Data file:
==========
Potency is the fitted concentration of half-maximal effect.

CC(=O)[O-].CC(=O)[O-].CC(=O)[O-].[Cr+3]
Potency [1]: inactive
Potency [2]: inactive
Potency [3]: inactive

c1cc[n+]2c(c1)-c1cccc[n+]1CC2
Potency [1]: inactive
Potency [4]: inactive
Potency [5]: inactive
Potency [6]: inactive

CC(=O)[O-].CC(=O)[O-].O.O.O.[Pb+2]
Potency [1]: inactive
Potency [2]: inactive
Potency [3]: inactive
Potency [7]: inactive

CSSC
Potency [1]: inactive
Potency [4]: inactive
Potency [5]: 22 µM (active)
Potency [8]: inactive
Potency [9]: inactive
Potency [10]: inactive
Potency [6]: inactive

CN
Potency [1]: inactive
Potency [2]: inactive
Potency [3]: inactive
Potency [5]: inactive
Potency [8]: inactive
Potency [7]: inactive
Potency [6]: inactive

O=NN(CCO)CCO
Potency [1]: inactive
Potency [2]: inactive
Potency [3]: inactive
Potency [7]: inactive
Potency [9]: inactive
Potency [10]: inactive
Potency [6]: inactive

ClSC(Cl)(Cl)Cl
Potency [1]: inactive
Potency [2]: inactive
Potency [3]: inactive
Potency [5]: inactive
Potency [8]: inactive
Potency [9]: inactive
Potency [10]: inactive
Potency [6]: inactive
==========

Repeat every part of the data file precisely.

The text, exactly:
Potency is the fitted concentration of half-maximal effect.

CC(=O)[O-].CC(=O)[O-].CC(=O)[O-].[Cr+3]
Potency [1]: inactive
Potency [2]: inactive
Potency [3]: inactive

c1cc[n+]2c(c1)-c1cccc[n+]1CC2
Potency [1]: inactive
Potency [4]: inactive
Potency [5]: inactive
Potency [6]: inactive

CC(=O)[O-].CC(=O)[O-].O.O.O.[Pb+2]
Potency [1]: inactive
Potency [2]: inactive
Potency [3]: inactive
Potency [7]: inactive

CSSC
Potency [1]: inactive
Potency [4]: inactive
Potency [5]: 22 µM (active)
Potency [8]: inactive
Potency [9]: inactive
Potency [10]: inactive
Potency [6]: inactive

CN
Potency [1]: inactive
Potency [2]: inactive
Potency [3]: inactive
Potency [5]: inactive
Potency [8]: inactive
Potency [7]: inactive
Potency [6]: inactive

O=NN(CCO)CCO
Potency [1]: inactive
Potency [2]: inactive
Potency [3]: inactive
Potency [7]: inactive
Potency [9]: inactive
Potency [10]: inactive
Potency [6]: inactive

ClSC(Cl)(Cl)Cl
Potency [1]: inactive
Potency [2]: inactive
Potency [3]: inactive
Potency [5]: inactive
Potency [8]: inactive
Potency [9]: inactive
Potency [10]: inactive
Potency [6]: inactive